The Field Study in Social Psychology
How to Conduct Research Outside of a Laboratory Setting?
This unique book offers a comprehensive introduction to field studies as a research method in social psychology, demonstrating that field studies are an important element of contemporary social psychology and encourages its usage in a methodologically correct and ethical manner.
The authors demonstrate that field studies are an important and a much-needed element of contemporary social psychology and that abandoning this method would be at a great loss for the field. Examining successful examples of field studies, including those by Sheriff & Sheriff, studies of obedience by Hofling or the studies of stereotypes of the Chinese by LaPiere, they explore the advantages and limitations of the field study method, whilst offering practical guidance on how it can be used in experiments now and in the future. Covering the history and decline of the field study method, particularly in the wake of the replication crisis, the text argues for the revival the field study method by demonstrating the importance of studying the behaviour of subjects in real-life, rather than laboratory conditions. In fact, the results point to certain variables and research phenomena that can be captured only using field studies. In the final section, the authors also explain the methods to follow when conducting field studies, to make sure they are methodologically correct and meet the criteria of contemporary expectations regarding statistical calculations, while also ensuring that it is conducted ethically.
This is an essential reading for graduate and undergraduate students and academics in social psychology taking courses on methodology, and researchers looking to use field study methods in their research.
Table of Contents
- Is Social Psychology still a Science of Human Behavior?
- A Strictly Natural Experiment
- The Field Study in Social Psychology – The History of Research Conducted Using the Field Study Method
- Field Study Vs. Other Research Methods – A Comparison
- Internal and External Validity: Enemies or Friends?
- Ethical Aspects of Field Studies – What the Code Says and What Common Sense Dictates
- Who Should be the Participants? – The Problem of Randomization in Field Studies
- The Effect of the Social Context of Studies
- Imprecise Procedures as a Source of Error Variance
- Variables that are (usually) Omitted in the Experimental Procedure and that Affect the Outcomes of the Experiment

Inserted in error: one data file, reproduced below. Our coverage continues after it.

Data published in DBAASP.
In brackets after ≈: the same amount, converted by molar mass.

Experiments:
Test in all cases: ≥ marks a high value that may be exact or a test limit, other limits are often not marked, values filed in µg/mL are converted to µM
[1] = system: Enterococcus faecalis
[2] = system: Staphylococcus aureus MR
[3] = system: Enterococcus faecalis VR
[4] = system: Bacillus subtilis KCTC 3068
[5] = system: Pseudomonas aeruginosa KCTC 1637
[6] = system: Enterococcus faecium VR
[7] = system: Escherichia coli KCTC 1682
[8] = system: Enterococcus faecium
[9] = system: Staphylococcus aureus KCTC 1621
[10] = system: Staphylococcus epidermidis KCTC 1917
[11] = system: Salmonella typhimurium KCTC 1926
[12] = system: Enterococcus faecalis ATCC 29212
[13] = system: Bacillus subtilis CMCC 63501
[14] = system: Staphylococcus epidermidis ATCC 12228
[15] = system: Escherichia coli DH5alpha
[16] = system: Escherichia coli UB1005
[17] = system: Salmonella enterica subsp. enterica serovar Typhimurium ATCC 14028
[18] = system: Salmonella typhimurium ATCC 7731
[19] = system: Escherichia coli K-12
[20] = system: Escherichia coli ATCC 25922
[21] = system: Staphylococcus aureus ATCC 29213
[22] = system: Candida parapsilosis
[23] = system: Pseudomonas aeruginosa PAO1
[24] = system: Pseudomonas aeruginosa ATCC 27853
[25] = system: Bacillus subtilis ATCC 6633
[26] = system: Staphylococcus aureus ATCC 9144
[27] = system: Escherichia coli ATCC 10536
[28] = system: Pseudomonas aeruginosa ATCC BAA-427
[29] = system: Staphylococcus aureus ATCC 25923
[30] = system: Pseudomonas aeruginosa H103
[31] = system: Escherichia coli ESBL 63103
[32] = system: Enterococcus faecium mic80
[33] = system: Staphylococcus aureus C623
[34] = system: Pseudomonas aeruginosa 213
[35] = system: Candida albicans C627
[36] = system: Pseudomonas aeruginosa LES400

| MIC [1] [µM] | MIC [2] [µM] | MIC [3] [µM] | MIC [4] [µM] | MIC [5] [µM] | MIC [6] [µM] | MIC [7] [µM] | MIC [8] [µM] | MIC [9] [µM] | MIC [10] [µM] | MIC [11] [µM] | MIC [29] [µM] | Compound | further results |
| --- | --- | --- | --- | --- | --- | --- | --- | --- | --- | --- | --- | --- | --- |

- Studies Conducted Via the Internet Perceived as being in a Natural Environment for Numerous Actions of Contemporary Man
- Publication of Results
- Areas where Field Studies have Remained in Use
- Good Practices
- Final Remarks
Tomasz Grzyb is Professor at the University of Social Sciences and Humanities, Wroclaw Faculty in Poland, and President of Polish Social Psychological Society. His main area of interest is social influence and manipulation techniques. He is also a supporter of courses concerning the basics of social influence studies organized for military officers engaged in PSYOPS. He has published several articles about marketing, social psychology, advertising, and education.
Dariusz Dolinski is Professor at the University of Social Sciences and Humanities, Wroclaw Faculty in Poland, and editor of the Polish Psychological Bulletin. He was formerly the president of the Polish Association of Social Psychology and president of the Committee for Psychology of the Polish Academy of Sciences. He is the author of Techniques of Social Influence (Routledge, 2016) and (with T. Grzyb) The Social Psychology of Obedience Towards Authority (Routledge, 2020).
"In a particularly engaging fashion, the authors explore the methodology, ethics, and importance of field research within social psychology. They point to the rich benefits of field research, two of which are especially significant. First, field research allows researchers to assess whether the effects they are investigating are powerful enough to appear in naturally-occurring environments. Second, it allows the public to recognize the relevance of social psychological findings to their lives."
Robert Cialdini, Arizona State University, USA